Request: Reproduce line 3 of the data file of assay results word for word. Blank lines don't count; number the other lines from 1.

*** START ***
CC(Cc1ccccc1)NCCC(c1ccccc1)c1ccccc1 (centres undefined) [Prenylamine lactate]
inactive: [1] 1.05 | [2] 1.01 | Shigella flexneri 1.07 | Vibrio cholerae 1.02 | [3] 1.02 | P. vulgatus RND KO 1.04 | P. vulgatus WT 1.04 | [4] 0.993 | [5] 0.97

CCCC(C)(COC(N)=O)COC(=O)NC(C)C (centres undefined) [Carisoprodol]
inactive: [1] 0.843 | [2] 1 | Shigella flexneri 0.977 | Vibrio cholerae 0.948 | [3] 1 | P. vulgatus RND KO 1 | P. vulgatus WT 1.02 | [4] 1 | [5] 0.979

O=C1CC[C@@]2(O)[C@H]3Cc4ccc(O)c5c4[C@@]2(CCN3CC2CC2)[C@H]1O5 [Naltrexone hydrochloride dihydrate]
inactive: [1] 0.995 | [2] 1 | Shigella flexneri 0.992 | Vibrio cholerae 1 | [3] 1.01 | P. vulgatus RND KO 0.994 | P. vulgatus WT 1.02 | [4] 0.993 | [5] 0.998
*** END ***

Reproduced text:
CCCC(C)(COC(N)=O)COC(=O)NC(C)C (centres undefined) [Carisoprodol]